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Media diversity initiative among B.C. gender-equality projects to get cash

Maryam Monsef, Minister of Status of Women, makes an announcement regarding funding for seven projects that will help advance gender equality in B.C during a press conference in Vancouver, B.C., on Friday September, 2017. THE CANADIAN PRESS/Ben Nelms
September 08, 2017 - 1:33 PM

VANCOUVER - A project to increase diversity in Vancouver's news media is among seven gender-equality initiatives in British Columbia that have received a total of $2.2 million in federal funding.

The Multilingual Orientation Service Association for Immigrant Communities, or MOSAIC, says the project will address issues including discrimination, stereotyping and lack of representation of female experts.

Studies have shown that male experts are interviewed by the media far more often than female experts, said Ayesha S. Chaudhry, a MOSAIC leader and a University of British Columbia associate professor in Islamic and gender studies.

"It's really important that we have a diversity of voices, not just in terms of gender, but class, sexuality and race, so that the people who are watching the news see themselves represented and their concerns and their perspectives are also captured," she said.

The project will urge media to increase female representation and train women academics on speaking with reporters, she said. It will also develop a framework on reporting on violence against women.

Status of Women Minister Maryam Monsef and Justice Minister Jody Wilson-Raybould announced the funding in Vancouver on Friday. Monsef has been travelling the country giving cash to groups working to advance the equality of girls, women and people who don't conform to a specific gender.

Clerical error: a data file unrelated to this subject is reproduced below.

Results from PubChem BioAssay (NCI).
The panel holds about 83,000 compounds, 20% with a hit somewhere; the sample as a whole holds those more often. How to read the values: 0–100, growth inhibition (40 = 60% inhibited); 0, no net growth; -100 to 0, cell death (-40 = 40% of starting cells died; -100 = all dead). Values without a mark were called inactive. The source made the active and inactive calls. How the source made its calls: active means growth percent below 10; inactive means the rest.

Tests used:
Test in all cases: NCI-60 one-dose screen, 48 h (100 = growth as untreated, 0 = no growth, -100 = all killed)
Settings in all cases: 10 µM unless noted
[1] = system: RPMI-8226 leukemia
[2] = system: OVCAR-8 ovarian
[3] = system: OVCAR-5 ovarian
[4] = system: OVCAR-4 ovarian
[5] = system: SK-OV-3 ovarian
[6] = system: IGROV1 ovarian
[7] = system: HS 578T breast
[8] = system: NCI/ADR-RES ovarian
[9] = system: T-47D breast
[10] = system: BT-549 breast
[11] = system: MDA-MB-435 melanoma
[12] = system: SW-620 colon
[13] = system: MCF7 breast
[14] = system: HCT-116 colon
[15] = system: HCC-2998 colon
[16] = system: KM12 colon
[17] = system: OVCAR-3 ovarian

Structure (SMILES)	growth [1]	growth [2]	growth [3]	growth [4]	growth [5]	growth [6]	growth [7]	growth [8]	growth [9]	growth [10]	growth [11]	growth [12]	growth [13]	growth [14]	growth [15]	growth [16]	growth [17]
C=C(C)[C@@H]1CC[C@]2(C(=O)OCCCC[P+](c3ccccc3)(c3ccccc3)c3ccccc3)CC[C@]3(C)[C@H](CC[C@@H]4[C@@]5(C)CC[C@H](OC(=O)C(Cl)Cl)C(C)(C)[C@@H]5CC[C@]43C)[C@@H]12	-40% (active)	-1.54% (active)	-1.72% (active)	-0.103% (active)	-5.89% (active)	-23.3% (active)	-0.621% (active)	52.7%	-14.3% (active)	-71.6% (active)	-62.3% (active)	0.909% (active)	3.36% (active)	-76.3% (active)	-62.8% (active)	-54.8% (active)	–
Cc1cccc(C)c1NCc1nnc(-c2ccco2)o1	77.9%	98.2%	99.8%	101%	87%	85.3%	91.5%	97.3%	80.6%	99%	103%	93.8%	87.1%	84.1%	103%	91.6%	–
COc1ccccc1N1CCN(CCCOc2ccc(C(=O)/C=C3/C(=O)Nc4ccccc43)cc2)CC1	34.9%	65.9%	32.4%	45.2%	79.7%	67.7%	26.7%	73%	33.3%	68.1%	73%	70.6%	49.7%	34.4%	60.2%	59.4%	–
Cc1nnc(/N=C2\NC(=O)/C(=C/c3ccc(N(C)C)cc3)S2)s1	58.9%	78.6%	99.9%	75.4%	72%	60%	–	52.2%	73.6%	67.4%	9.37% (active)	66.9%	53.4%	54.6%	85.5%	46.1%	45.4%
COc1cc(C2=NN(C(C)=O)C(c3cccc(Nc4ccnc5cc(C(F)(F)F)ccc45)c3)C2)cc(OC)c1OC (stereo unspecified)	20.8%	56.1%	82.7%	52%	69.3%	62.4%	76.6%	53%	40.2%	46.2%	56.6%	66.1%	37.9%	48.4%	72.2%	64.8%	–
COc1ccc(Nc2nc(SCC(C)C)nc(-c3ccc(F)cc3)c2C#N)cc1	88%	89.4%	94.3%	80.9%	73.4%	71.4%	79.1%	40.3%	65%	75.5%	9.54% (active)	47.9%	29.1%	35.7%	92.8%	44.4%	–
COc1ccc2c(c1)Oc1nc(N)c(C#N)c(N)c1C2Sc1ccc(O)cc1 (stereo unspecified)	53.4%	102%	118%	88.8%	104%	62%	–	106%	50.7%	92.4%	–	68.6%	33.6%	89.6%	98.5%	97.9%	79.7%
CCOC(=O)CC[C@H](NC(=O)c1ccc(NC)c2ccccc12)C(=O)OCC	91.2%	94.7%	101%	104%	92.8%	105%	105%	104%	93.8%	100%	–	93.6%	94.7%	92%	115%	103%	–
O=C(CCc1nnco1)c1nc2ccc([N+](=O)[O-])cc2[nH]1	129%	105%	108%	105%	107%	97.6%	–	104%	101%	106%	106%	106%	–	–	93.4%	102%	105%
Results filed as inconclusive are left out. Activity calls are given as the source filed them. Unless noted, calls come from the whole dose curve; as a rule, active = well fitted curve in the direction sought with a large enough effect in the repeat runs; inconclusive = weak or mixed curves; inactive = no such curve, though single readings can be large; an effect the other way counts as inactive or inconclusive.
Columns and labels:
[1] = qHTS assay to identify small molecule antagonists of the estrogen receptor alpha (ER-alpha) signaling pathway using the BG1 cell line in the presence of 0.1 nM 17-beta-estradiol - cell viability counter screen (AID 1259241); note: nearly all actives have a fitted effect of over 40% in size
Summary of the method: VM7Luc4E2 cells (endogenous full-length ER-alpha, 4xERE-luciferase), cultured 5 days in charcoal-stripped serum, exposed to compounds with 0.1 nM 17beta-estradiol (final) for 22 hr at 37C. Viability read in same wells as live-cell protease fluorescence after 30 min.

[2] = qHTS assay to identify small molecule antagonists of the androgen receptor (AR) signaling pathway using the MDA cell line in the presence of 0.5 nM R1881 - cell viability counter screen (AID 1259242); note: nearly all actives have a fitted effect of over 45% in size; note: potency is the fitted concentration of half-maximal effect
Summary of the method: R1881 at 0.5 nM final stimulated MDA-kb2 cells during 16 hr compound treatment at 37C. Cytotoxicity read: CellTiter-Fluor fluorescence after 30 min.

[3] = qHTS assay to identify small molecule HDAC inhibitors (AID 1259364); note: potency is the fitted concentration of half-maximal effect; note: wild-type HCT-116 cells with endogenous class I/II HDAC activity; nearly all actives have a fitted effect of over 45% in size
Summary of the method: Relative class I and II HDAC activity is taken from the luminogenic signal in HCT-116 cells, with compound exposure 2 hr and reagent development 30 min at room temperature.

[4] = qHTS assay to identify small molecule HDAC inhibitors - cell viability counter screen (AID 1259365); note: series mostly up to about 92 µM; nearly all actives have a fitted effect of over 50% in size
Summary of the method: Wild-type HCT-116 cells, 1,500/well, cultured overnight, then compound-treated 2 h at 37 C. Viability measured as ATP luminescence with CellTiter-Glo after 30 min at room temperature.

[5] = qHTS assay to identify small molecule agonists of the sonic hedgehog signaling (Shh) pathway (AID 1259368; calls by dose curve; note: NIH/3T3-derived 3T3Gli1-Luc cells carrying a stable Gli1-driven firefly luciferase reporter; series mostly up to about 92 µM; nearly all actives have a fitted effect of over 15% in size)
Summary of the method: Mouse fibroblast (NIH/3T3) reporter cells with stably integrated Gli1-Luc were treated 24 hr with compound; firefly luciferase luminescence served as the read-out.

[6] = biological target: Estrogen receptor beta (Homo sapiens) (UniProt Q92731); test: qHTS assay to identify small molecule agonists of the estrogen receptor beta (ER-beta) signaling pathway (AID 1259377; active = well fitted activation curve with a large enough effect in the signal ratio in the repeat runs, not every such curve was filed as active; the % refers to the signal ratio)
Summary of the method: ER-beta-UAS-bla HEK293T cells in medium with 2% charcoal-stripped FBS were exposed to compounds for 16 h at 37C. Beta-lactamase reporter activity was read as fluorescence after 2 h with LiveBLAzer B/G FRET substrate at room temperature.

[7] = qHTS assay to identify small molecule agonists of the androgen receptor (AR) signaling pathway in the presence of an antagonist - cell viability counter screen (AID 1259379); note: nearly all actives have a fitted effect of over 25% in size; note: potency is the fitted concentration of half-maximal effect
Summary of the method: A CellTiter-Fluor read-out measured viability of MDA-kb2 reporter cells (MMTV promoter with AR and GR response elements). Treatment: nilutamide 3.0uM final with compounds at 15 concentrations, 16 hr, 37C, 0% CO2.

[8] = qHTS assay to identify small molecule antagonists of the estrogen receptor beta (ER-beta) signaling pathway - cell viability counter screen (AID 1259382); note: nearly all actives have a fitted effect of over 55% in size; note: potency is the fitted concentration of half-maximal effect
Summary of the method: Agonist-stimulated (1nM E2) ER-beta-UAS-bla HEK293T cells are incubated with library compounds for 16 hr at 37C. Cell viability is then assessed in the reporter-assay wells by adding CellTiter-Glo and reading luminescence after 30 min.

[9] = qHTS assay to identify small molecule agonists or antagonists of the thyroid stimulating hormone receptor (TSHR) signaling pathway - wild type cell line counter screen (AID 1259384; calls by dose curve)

"The greater purpose of this tour, for me, has been to hear from organizations and leaders on the ground how as a government we can be part of your success — how we can get out of your way, but catalyze the change that you are working towards each and every single day," Monsef said.

Other groups to receive funding include the Ending Violence Association of BC, which will launch a project to improve the way workplaces respond to gender-based violence, and the Women Against Violence Against Women Rape Crisis Centre, which will work to improve the justice system's response to sexual violence survivors.

Justice Minister Jody Wilson-Raybould says she and the government of Canada have been working hard to strengthen public confidence in the legal system and address gender-based violence.

"We are unwavering in our commitment to ensure that survivors of domestic violence and sexual assault are accorded and treated with respect and dignity, the respect and dignity that they deserve," she said.

The Minerva Foundation for BC Women aims to increase women leaders in the technology sector, while the Society for Canadian Women in Science and Technology said it will work to improve gender diversity in the science, technology, engineering and math fields in Vancouver.

Society president Fariba Pacheleh said the goal is for workers in these industries to be judged on the basis of their skills, not on their gender, skin colour, accent or physical appearance.

The aim is for an average woman to be able to advance at the same rate as an average man, she said.

"I'm not talking about brilliant women," she said. "I'm talking about ordinary people."

News from © The Canadian Press, 2017
The Canadian Press

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